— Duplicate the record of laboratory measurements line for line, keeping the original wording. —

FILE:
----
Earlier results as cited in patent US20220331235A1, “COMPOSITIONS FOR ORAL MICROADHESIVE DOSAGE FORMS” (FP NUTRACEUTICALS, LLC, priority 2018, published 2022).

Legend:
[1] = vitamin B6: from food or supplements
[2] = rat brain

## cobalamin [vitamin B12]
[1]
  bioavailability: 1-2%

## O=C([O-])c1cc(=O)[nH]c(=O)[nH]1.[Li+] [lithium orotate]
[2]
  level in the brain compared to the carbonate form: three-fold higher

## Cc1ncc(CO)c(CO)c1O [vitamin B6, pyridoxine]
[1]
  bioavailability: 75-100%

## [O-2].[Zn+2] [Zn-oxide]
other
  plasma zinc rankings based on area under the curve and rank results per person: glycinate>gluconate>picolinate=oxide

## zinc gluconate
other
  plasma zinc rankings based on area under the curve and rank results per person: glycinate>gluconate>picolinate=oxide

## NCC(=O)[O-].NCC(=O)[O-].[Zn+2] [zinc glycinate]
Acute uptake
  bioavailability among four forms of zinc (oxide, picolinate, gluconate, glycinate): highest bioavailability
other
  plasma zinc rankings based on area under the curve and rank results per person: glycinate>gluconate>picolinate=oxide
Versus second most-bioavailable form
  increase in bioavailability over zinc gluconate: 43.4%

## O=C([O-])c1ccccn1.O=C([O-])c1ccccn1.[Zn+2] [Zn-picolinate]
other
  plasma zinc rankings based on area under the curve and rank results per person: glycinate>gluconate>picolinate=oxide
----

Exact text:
Earlier results as cited in patent US20220331235A1, “COMPOSITIONS FOR ORAL MICROADHESIVE DOSAGE FORMS” (FP NUTRACEUTICALS, LLC, priority 2018, published 2022).

Legend:
[1] = vitamin B6: from food or supplements
[2] = rat brain

## cobalamin [vitamin B12]
[1]
  bioavailability: 1-2%

## O=C([O-])c1cc(=O)[nH]c(=O)[nH]1.[Li+] [lithium orotate]
[2]
  level in the brain compared to the carbonate form: three-fold higher

## Cc1ncc(CO)c(CO)c1O [vitamin B6, pyridoxine]
[1]
  bioavailability: 75-100%

## [O-2].[Zn+2] [Zn-oxide]
other
  plasma zinc rankings based on area under the curve and rank results per person: glycinate>gluconate>picolinate=oxide

## zinc gluconate
other
  plasma zinc rankings based on area under the curve and rank results per person: glycinate>gluconate>picolinate=oxide

## NCC(=O)[O-].NCC(=O)[O-].[Zn+2] [zinc glycinate]
Acute uptake
  bioavailability among four forms of zinc (oxide, picolinate, gluconate, glycinate): highest bioavailability
other
  plasma zinc rankings based on area under the curve and rank results per person: glycinate>gluconate>picolinate=oxide
Versus second most-bioavailable form
  increase in bioavailability over zinc gluconate: 43.4%

## O=C([O-])c1ccccn1.O=C([O-])c1ccccn1.[Zn+2] [Zn-picolinate]
other
  plasma zinc rankings based on area under the curve and rank results per person: glycinate>gluconate>picolinate=oxide